The first of the patriarchs, Avraham Avinu (Abraham), is often remembered for his outstanding kindness. His tent, pitched in the desert, had entrances on all sides so that travelers could comfortably find their way into the grand roadside inn. Food and water for washing were available to all wayfarers.
The extent of Avraham's benevolence is especially apparent in his behavior three days after his circumcision. On this day of extreme physical discomfort Avraham was distraught by something other than his own pain: the lack of guests in his tent. He went outside into the heat of the day, willing someone, anyone to pass by. The One Above took note of Avraham's sincere desire for guests and sent him three angels dressed as men for him to wine and dine.
Our sages say that the meal Avraham prepared then surpassed even Shlomo Hamelech's (King Solomon's) kingly meal. Avraham had three lambs slaughtered for his guests so as to be able to serve each one an exquisite meal of tongue in mustard sauce.
The meal that he prepared was fit for a king - even more so.
Avraham's kindness went above and beyond the call of duty. Speaking on a personal level, I know that if I was in the type of physical pain that Avraham must have been in (at ninety nine years old!) I wouldn't have the strength to put together such a meal. In fact, I wouldn't have the strength to put together any kind of meal. I probably wouldn't be on the lookout for guests either. I would probably be having everyone put together a meal for me instead.
From where did Avraham have the energy? How was he able to host and host and host again at a time when electrical appliances and conveniences weren't anywhere near the world arena?
By living with the knowledge that he was doing something holy.
Avraham Avinu wasn't hosting so that he'd feel good. He didn't put up with all kinds of company and temperaments so that his ego would feel better. He did it because it was a mitzvah, a Divine directive. And when there's a Higher reason, there's A reason. A reason to act, a reason to live, and a reason to host guests in the scorching desert sun on all days of the year.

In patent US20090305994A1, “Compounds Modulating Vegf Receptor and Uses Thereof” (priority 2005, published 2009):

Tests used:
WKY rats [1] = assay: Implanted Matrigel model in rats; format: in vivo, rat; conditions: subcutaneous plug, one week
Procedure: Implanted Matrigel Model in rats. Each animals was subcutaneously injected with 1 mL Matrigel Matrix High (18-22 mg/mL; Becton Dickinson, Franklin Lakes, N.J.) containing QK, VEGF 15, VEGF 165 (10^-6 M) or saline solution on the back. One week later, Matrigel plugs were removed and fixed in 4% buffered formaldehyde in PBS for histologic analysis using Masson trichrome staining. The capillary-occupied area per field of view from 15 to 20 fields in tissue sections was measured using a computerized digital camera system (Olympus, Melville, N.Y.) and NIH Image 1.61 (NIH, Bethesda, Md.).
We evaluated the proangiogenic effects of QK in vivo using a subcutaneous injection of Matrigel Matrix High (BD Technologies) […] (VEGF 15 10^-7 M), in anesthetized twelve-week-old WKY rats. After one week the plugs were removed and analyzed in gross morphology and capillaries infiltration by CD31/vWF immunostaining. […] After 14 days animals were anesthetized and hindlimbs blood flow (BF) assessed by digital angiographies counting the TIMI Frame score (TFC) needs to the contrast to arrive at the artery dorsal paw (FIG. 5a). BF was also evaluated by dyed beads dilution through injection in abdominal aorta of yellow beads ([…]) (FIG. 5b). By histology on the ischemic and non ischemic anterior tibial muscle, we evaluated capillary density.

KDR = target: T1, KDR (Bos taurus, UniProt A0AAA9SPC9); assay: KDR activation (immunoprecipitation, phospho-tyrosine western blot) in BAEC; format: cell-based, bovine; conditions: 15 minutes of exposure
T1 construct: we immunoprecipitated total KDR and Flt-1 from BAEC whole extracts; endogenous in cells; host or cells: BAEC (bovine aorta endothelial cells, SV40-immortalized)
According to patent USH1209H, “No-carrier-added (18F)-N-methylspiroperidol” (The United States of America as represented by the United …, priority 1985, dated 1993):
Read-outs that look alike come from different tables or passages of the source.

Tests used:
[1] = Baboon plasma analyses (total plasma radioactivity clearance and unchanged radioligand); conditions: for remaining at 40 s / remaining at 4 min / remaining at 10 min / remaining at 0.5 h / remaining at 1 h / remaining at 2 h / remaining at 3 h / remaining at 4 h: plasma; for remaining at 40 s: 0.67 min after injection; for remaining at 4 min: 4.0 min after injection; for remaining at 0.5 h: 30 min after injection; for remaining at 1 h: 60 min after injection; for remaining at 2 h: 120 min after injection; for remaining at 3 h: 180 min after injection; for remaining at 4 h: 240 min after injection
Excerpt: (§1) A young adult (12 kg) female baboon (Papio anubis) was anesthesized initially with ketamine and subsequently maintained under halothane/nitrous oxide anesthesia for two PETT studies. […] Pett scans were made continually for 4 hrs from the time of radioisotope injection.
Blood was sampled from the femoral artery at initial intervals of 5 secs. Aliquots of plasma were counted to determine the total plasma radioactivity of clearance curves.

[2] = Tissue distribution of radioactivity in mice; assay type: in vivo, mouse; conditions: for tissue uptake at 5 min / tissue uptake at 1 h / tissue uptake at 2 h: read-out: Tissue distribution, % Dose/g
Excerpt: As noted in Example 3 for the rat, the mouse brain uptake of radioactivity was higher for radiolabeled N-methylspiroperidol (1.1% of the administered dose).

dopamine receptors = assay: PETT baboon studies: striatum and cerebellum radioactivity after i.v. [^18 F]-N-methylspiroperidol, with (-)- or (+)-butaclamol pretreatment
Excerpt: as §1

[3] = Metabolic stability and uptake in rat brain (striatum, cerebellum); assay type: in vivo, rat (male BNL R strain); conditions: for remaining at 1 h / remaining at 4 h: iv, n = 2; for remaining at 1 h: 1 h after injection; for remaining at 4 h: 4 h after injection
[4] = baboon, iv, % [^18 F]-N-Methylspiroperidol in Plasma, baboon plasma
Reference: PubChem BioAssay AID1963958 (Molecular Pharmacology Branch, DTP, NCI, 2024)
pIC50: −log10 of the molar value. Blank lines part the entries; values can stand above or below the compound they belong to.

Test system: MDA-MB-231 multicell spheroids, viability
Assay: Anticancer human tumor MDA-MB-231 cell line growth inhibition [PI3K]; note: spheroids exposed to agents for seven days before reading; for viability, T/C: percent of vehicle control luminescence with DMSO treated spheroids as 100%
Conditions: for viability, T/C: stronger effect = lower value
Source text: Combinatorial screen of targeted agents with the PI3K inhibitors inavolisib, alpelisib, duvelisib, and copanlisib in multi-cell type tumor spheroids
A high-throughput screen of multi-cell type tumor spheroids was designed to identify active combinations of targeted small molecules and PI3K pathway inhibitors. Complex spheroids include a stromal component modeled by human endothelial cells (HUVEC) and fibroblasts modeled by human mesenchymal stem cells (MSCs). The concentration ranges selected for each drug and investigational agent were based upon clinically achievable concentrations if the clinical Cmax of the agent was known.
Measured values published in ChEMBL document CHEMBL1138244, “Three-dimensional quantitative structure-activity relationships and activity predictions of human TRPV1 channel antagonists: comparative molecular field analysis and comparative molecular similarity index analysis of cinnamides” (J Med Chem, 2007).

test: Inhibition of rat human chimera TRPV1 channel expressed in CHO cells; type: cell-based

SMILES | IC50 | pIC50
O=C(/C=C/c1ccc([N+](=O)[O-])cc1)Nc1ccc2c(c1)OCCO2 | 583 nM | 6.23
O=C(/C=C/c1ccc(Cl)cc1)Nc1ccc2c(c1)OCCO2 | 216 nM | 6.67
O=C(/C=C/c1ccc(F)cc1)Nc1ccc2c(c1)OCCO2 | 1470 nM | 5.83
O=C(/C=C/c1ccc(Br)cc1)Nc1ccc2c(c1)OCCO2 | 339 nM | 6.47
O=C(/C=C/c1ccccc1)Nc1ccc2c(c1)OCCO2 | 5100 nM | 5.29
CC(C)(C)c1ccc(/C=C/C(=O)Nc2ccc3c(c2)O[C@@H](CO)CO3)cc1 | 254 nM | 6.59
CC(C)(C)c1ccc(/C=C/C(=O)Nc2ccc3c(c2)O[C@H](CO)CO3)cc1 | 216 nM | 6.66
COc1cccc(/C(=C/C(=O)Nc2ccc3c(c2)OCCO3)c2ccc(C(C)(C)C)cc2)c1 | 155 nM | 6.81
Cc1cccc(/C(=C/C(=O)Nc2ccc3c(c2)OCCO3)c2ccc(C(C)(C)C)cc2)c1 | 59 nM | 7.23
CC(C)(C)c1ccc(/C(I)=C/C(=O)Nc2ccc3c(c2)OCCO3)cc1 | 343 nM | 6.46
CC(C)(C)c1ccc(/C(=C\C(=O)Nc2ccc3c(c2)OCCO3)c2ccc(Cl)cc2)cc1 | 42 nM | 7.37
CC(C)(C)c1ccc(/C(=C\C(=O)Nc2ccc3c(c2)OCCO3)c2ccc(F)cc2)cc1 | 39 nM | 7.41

There is a Divine commandment to host guests and so Avraham hosted. There was no ego, no what about me, involved. And so Avraham didn't feel his own discomfort; he was too busy worrying about others, because that's the mitzvah.
But what if he had let his ego get involved? Or rather, what about when I let my ego get involved? When I cook a hot meal for my sickly neighbor because I want to be kind? Then on the day that I'm home late from work I might decide not to cook for her because I can't be bothered. And I might tell my friends on other days all about the nice little deed I do for the strange person that lives next door. And isn't that nice of me because I really would rather be doing other things with my time?
Am I doing the right thing? The kind thing? Yeah. Because it makes me feel good. Because that's what my society claims is good. But on the days that I can't? Then, forget about you neighbor. I can't make it today.
Societal norms. Personal feelings of right and wrong. These are powerful forces that push us to do what is truly right. But they're not enough. Because norms change according to convenience and internal feelings are limited by ego, my personal compass of right and wrong might not always be able to help me find the proper direction in life.
As Avraham tells Abimelech the king of Gerar, "For I said, 'Surely, there is no fear of God in this place, and they will kill me because of my wife" (Genesis 20:11). When the Divine directives of good and bad are confused anything might happen. In this case, Avraham is describing how he might have been killed by Abimelech's men in order that his wife be "available" for them to take pleasure in. To prevent this from happening, Avraham says, "She is my sister" (Ibid 2).
But when we condition ourselves to be holy, when our conscience is set to heavenly channels, then the rules don't change. Good remains good and bad remains bad. Ego and personal feelings get pushed aside and the rules of life become clear.
And it becomes possible to host guests in any weather and in any condition.